- The ANC calls for Americans to be calm after the killing of George Floyd
- An autopsy revealed that Floyd died of "asphyxiation from sustained pressure"
- The ANC condemned what it referred to as a racially-motivated killing
The ANC has called for calm in the US following mass protests after the death of George Floyd, allegedly at the hand of a police officer.
Floyd's death reignited the Black Lives Matter movement that was founded in 2013 to campaign against systemic racism and violence inflicted on black communities.
The ANC's statement comes as news broke of an independent autopsy finding that Floyd died of "asphyxiation from sustained pressure".
Floyd was killed in the US last Monday by police after being arrested on suspicion of using a counterfeit banknote. A video taken by a bystander shows an officer kneeling on his neck as he is pinned to the ground. At one point, Floyd is heard saying he cannot breathe.
ANC national spokesperson Pule Mabe called on Americans and their government to "seek an amicable solution to the current racial impasse".
He urged the South African government, led by President Cyril Ramaphosa, to engage with the US via "established diplomatic channels to diffuse racial tensions and build social cohesion among different races".
Mabe's statement said: "It is deplorable that almost after 70 years of racial segregation was abolished in America, people of colour are still routinely slaughtered for the colour of their skin."
The deaths of Collins Khosa and George Floyd at the hands of security forces in South Africa and the US show that the lives of certain categories of people in our societies are considered more precious than others - Tutu foundation | @BraGrobbies https://t.co/2dztSPfHHn— News24 (@News24) June 1, 2020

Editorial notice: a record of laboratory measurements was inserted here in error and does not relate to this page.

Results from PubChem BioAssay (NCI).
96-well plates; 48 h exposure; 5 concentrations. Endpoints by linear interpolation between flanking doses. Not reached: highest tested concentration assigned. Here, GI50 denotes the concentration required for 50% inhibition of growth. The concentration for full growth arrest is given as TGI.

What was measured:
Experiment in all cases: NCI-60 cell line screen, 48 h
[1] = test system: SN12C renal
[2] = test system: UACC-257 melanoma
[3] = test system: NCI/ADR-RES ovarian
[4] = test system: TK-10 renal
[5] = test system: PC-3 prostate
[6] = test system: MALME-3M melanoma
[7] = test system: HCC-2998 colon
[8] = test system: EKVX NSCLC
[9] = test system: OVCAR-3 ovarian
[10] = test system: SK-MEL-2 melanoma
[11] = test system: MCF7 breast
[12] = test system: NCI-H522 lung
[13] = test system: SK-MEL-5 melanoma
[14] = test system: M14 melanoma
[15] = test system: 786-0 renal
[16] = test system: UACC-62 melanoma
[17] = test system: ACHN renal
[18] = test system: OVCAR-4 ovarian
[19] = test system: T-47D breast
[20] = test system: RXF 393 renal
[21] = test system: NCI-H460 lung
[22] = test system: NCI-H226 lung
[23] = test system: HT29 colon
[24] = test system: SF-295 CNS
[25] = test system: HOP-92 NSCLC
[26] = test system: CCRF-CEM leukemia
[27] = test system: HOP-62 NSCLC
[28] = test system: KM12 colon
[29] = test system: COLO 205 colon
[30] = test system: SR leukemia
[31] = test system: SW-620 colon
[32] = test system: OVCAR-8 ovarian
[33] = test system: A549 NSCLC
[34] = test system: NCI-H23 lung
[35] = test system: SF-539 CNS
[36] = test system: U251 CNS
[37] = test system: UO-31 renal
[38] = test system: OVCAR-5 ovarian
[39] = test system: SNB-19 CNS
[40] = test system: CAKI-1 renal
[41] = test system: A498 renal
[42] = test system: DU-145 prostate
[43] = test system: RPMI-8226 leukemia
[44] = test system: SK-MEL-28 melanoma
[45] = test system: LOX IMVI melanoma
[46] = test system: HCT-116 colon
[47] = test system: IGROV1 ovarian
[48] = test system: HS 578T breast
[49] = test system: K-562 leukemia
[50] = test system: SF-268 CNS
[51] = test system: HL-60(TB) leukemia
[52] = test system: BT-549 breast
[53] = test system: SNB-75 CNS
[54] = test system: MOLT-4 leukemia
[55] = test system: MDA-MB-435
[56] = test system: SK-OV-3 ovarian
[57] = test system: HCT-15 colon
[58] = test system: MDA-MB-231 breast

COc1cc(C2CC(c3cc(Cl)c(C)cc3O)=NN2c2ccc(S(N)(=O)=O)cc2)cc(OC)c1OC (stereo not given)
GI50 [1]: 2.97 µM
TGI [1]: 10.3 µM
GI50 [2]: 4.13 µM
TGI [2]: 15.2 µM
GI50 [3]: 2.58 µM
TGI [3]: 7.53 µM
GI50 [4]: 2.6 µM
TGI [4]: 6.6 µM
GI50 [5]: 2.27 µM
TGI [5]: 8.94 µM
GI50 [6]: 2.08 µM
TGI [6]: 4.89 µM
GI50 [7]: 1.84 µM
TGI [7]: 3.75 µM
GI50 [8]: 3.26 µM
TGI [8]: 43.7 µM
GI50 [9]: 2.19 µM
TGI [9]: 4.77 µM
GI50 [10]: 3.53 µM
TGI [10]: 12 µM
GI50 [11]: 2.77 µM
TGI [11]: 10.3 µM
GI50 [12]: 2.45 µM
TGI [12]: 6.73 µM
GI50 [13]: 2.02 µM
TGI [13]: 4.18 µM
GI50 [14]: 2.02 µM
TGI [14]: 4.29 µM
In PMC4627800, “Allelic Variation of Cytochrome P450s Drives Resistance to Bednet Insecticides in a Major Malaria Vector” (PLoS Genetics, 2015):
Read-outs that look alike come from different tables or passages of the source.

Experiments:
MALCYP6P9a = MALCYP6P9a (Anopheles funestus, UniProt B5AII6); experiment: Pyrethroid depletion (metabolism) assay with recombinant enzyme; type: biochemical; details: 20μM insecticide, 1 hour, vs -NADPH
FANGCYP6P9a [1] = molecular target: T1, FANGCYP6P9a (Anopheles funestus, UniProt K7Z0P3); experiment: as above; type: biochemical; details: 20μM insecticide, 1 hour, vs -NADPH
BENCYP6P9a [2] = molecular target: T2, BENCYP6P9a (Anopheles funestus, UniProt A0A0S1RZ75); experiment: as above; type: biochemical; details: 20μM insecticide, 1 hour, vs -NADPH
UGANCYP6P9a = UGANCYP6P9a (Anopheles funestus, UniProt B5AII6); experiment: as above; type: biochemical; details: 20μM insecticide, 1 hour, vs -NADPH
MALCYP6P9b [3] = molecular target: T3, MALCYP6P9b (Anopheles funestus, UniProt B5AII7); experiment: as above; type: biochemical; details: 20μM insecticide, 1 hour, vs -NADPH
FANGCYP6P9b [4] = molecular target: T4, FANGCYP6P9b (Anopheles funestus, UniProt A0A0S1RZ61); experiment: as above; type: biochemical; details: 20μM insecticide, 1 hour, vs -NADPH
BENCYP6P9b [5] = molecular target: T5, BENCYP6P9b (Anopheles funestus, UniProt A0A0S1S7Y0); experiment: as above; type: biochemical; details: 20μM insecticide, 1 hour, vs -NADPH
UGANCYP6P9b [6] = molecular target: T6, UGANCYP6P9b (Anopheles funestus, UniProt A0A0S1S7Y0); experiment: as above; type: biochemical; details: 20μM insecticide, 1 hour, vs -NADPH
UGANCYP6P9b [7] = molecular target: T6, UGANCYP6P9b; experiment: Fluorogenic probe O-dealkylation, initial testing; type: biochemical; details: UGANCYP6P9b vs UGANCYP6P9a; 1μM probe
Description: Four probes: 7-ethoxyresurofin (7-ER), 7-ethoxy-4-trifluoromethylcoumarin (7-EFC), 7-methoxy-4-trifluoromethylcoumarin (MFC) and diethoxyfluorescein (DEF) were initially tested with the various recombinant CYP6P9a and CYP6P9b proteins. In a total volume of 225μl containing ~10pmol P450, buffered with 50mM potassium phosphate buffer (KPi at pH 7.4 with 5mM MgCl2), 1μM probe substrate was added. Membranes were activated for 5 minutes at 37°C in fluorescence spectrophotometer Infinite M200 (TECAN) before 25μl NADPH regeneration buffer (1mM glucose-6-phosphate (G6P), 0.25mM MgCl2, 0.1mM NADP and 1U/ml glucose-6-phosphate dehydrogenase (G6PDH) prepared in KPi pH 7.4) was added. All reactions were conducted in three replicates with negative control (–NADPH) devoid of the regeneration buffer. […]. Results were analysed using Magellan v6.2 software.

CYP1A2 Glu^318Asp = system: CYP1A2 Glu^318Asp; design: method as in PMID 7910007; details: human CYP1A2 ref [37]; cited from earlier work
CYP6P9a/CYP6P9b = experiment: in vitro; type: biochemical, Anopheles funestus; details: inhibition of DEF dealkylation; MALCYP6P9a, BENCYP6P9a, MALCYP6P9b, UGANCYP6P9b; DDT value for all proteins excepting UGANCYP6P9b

On Sunday, the Desmond and Leah Tutu Legacy Foundation linked Floyd's death to that of Collins Khosa who was allegedly beaten to death by members of the South African National Defence Force in Alexandra in Johannesburg in March.
"If you are neutral in situations of injustice, you have chosen the side of the oppressor," archbishop Tutu said.
"Although both Khosa and Floyd technically enjoyed the same constitutional and human rights in their respective countries as their white, wealthy or otherwise-privileged compatriots, the actions of the soldiers and police who punished them reflected the painful truth of seemingly different values that societies and their personnel place on different lives," the foundation's CEO Piyushi Kotecha wrote in a statement.
Kotecha said the tens of thousands of black, white and Latino citizens demonstrating non-violently against racism and injustice on the streets of American cities deserve unequivocal applause.
"Conversely, opportunistic looting and destruction of property witnessed in the US in response to Floyd's death must be unequivocally condemned."
Kotecha quoted Martin Luther King who, in a sermon at the Dexter Avenue Baptist Church in 1956, said: "If peace means a willingness to be exploited economically, dominated politically, humiliated and segregated, I don't want peace. In a passive non-violent manner we must revolt against this peace. Jesus says in substance, I will not be content until justice, goodwill, brotherhood, love, yes, the kingdom of God are established upon the earth. This is real peace. Peace is the presence of positive good."